I don't know what I'm going to do, I don't know what direction I'm going to take, but I do think I'm going to start writing a little something at the top of every page again.
Think. Breathe. Speak.
Thursday, August 09, 2012
I read a list the other day, 9 Things You Didn't Know About the Obamas. Most of them were things I did know, like the fact that Michelle Obama considered delaying her move to the White House until the end of the school year, or common sense items like Mrs. Robinson saying she'd declined being interviewed by Oprah because she liked to browse the Filene's Basement near the White House in peace.
The 9th item on that list is a story about a woman introducing President Obama before he signed a bill to strengthen sexual assault laws. She, a survivor of abuse, broke down at the lectern while telling her story. POTUS came out from the wings, placed a hand on her back, and waited with her until she was able to finish her story. From some angles it's surprising that I even noticed this. I mean, he does this sort of thing all the time. The famous fist bump with the custodian picture, the kid who wanted to touch his hair, responding humanely and appropriately in the moment is his greatest strength, it wouldn't be too shocking if we'd all gotten used to it by now.
I did notice, though, and at first I cackled to myself and had some extremely uncharitable thoughts about Mitt Romney. I don't like the guy. In fact I think that he's dangerous to me and people like me both on a personal and a political level. Still, what leapt to mind weren't things to be proud of. "You wouldn't catch him going out and helping a crying woman. He'd probably shove an aide out there to whisk her off stage. Wouldn't want to get contaminated by all that girly emotion. Hell, he might even offer her cash to get the hell out of the way!" Then I turned a corner and thought, "That's not fair, he wouldn't do any of that. He wouldn't be there in the first place."
That's the bald truth, he wouldn't even be there. Romney isn't interested in lifting up women. Hell, he isn't interested in women at all. While I'm sure he's addressed women's groups during his campaign, it comes with the territory, I've certainly not seen much published on the subject. I can't imagine him supporting survivors of domestic violence. He hasn't shown an ability to empathize with people who have less money than he has so I can't imagine that people with less penis will be any easier for him to get at.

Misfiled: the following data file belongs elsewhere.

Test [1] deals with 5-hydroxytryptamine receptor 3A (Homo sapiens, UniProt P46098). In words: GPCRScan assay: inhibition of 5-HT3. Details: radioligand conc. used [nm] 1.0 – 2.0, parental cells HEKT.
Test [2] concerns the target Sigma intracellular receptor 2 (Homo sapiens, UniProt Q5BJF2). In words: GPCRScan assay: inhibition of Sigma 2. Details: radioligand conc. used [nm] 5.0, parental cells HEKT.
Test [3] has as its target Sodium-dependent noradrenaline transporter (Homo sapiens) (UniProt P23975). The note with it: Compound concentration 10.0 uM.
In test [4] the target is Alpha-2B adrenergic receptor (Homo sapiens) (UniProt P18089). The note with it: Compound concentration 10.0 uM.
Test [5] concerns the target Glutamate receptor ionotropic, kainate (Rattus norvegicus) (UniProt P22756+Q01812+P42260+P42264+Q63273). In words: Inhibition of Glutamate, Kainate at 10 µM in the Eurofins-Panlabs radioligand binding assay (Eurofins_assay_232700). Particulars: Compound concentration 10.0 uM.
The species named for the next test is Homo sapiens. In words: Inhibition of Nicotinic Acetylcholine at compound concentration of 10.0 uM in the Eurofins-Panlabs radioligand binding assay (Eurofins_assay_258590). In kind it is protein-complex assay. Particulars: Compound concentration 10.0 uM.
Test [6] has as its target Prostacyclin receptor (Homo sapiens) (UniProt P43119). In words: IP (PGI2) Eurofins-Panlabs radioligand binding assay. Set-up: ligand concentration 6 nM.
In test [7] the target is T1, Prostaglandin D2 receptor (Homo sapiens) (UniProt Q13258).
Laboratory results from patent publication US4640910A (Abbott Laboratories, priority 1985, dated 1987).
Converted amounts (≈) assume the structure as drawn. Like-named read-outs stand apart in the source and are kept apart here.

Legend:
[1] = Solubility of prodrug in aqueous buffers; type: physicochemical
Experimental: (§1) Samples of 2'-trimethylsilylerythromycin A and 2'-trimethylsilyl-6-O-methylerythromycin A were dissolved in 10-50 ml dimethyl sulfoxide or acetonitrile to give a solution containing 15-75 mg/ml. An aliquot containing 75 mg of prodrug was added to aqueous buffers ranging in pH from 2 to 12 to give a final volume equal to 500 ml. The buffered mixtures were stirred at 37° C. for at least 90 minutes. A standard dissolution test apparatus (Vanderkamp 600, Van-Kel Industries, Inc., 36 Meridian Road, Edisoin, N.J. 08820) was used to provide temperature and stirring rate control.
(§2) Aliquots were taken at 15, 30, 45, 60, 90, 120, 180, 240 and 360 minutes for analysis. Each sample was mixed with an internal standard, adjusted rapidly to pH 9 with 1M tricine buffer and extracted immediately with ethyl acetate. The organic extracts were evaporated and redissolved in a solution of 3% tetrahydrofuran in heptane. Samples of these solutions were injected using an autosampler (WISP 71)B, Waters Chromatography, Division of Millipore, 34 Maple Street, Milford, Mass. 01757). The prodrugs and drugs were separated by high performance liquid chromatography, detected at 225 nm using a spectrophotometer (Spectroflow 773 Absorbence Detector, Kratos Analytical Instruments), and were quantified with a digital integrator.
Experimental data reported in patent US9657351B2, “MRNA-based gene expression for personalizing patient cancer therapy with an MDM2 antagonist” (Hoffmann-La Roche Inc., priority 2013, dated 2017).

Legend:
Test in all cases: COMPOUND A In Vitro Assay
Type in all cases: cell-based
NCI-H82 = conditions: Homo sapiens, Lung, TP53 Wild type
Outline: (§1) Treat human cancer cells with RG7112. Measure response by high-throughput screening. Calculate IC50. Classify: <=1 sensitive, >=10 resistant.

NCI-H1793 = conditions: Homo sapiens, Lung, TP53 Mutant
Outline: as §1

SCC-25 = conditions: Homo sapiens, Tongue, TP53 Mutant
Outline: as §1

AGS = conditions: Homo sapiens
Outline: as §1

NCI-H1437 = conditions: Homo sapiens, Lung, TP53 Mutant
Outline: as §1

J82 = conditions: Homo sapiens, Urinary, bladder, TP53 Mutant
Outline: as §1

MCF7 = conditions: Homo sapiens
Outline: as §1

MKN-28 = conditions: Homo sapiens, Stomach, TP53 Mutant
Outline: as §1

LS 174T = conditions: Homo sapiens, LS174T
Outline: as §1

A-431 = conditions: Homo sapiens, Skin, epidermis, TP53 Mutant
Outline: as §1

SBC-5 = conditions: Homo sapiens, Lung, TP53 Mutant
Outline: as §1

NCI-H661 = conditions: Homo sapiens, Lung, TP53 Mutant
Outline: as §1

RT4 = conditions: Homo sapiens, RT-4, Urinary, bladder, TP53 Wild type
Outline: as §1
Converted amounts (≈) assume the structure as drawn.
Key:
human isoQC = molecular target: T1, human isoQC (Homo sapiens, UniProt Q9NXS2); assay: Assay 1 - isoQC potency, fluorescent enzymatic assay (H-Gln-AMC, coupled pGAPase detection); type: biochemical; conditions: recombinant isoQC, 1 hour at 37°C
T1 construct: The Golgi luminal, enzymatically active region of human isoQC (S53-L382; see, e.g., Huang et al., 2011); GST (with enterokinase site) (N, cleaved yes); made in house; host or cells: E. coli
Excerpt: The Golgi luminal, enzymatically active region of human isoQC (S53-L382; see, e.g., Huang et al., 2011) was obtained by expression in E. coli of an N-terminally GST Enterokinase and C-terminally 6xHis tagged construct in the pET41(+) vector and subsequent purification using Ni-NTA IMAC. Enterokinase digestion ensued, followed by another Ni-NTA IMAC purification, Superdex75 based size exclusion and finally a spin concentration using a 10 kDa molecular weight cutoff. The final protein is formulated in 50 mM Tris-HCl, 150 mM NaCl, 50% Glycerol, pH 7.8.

Last week I took some extremely respectful guff from someone on Facebook. We'd never engaged over politics before but this friend has some high emotion over the I Built That controversy. She thinks it was wildly disrespectful of the president to ask that business owners acknowledge other contributors to their success and it has made her genuinely upset. Admirably not upset enough to use multiple exclamation points or call me names or threaten bodily harm to anyone who opposed her. We engaged and I politely refused to get angry at the idea of acknowledging those who have contributed to my own success and finally we let it pass. Then I posted a protest video by women who clean for a major hotel chain and we were off to the, perfectly civil, races again.
While this woman never explicitly came out in support of Mitt Romney I now believe that is where her vote is headed. If that's what she really feels is right then it's her vote to use as she likes and I support her as long as she uses it. Not voting will set me off like a bottle rocket, even more than voting against my interests. After our conversations last week about jobs we've had and income brackets we are in and knowing that she's a woman I can't help but ask my one huge nagging question from this and all other political campaigns. Why are people like my friend so emotionally connected to candidates like Romney when those candidates are perfectly blunt about disregarding her needs? To my knowledge she's not someone who will easily get by without social security or medicare. If she has children I don't think she'd be able to educate them in private institutions. I can't imagine it will be helpful to her to pay more in taxes. If her current story is anything like the stories she and I found were parallel earlier in our lives then she will make good use of the Affordable Care Act rights for women's health care. So why does she support a candidate who is actively dismantling these services? The things he endorses, like tax breaks for people making mid six figure salaries, do not, I believe, apply to her.